Q. As I was reading Revelation I came across the phrase the “Lord’s day” in Revelation 1:10. I thought that when John says the “Lord’s day” in this particular verse he was referring to a day of the week, (Saturday? Sunday?). However, I read a commentary which said that John meant something else.
It said that “The Lord’s day” has nothing to do with a day of the week. Referring to Sunday as the Lord’s day only came into vogue many centuries later. No, the Lord’s day is the same as the “day of the Lord” and is one of the phrases used when talking of the Tribulation period or the time of the Last Days.
So which one is it? Is the “Lord’s day” a day of the week or does it mean that John was already in the future before he got to chapter 4 because I thought that John was only “transported” to the future in chapter 4.
A. I agree with the commentary. While John was “in the Spirit” (under the influence of the Holy Spirit) he was told to write about three categories of things; what he had seen, what is now, and what will take place later. (Rev. 1:19).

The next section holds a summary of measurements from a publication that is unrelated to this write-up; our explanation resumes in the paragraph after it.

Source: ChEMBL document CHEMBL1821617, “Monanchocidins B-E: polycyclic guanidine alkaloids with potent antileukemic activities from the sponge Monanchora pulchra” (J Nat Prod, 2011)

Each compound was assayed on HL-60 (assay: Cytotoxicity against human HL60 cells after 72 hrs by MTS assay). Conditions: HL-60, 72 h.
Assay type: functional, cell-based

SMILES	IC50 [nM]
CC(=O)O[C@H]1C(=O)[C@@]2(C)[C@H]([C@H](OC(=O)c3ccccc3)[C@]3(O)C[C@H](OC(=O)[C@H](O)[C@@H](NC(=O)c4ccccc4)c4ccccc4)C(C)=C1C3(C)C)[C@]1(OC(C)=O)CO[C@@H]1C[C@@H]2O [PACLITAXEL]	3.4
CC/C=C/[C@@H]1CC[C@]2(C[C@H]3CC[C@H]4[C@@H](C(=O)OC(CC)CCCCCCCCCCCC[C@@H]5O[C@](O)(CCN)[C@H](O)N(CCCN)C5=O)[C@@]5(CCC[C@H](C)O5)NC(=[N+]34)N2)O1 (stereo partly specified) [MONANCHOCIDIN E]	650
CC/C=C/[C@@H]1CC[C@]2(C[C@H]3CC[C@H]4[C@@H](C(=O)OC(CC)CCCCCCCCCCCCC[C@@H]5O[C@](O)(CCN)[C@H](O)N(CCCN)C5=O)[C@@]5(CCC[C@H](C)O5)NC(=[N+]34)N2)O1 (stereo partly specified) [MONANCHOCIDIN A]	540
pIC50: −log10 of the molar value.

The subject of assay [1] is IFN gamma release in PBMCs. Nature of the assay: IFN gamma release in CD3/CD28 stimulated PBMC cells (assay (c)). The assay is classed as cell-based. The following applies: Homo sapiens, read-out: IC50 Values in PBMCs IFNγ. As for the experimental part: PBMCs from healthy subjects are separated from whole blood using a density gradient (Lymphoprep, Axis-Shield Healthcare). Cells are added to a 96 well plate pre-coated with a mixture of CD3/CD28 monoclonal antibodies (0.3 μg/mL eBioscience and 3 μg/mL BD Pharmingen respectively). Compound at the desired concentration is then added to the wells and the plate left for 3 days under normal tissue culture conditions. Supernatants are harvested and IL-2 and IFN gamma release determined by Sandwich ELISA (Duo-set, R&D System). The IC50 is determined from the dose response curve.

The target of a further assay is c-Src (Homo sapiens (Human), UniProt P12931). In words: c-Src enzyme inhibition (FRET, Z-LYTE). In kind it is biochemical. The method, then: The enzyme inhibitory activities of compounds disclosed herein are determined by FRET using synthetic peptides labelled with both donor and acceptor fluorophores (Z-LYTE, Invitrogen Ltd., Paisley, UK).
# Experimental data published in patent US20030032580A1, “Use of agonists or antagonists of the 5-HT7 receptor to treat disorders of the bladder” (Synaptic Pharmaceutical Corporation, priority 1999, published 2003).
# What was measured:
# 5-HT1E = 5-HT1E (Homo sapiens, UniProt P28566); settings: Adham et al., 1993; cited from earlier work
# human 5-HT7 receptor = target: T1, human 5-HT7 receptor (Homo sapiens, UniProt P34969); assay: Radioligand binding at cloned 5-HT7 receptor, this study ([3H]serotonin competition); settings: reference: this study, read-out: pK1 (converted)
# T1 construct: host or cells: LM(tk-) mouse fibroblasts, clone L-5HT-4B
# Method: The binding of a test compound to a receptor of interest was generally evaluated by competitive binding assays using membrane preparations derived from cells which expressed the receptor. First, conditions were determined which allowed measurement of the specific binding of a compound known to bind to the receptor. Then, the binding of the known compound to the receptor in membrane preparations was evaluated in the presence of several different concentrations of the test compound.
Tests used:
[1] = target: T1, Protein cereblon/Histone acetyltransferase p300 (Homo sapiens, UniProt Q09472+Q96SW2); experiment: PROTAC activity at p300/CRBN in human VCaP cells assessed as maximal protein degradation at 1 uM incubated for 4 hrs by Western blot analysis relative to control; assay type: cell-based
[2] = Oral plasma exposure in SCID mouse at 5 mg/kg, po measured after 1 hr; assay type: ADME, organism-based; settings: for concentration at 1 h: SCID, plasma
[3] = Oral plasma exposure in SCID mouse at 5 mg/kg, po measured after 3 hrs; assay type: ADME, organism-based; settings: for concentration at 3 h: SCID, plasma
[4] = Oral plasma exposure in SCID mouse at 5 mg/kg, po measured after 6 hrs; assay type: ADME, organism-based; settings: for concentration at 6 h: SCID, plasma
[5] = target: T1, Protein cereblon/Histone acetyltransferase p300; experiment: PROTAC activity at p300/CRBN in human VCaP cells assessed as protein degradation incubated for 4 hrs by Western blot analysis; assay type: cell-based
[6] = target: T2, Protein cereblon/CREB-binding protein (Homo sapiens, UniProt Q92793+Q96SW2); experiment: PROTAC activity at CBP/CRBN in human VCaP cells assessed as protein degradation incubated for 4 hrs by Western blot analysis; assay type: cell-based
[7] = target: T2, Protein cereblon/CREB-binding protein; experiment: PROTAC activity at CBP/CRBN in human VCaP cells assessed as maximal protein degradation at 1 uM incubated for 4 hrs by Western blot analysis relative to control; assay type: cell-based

What he had seen was a vision of the Lord in all His Glory (Rev. 1:9-20). The things that are now are the 7 churches which are meant to symbolize the entire church age on Earth (Rev. 2-3). Then he was called up to Heaven to see the unfolding of end times events, things that will take place later (Rev. 4-22) during the period of time we know as the Day of the Lord.